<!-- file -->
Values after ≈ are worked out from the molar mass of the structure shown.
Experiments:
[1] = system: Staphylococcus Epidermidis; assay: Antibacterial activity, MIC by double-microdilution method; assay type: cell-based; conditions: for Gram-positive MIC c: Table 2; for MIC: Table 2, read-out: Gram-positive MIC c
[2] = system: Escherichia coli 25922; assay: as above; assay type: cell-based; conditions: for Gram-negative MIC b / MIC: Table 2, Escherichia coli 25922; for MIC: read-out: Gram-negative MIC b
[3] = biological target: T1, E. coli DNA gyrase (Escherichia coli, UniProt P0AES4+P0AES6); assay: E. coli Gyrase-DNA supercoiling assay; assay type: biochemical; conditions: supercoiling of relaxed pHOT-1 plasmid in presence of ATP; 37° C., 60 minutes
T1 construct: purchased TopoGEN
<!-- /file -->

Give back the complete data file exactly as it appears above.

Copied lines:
Values after ≈ are worked out from the molar mass of the structure shown.
Experiments:
[1] = system: Staphylococcus Epidermidis; assay: Antibacterial activity, MIC by double-microdilution method; assay type: cell-based; conditions: for Gram-positive MIC c: Table 2; for MIC: Table 2, read-out: Gram-positive MIC c
[2] = system: Escherichia coli 25922; assay: as above; assay type: cell-based; conditions: for Gram-negative MIC b / MIC: Table 2, Escherichia coli 25922; for MIC: read-out: Gram-negative MIC b
[3] = biological target: T1, E. coli DNA gyrase (Escherichia coli, UniProt P0AES4+P0AES6); assay: E. coli Gyrase-DNA supercoiling assay; assay type: biochemical; conditions: supercoiling of relaxed pHOT-1 plasmid in presence of ATP; 37° C., 60 minutes
T1 construct: purchased TopoGEN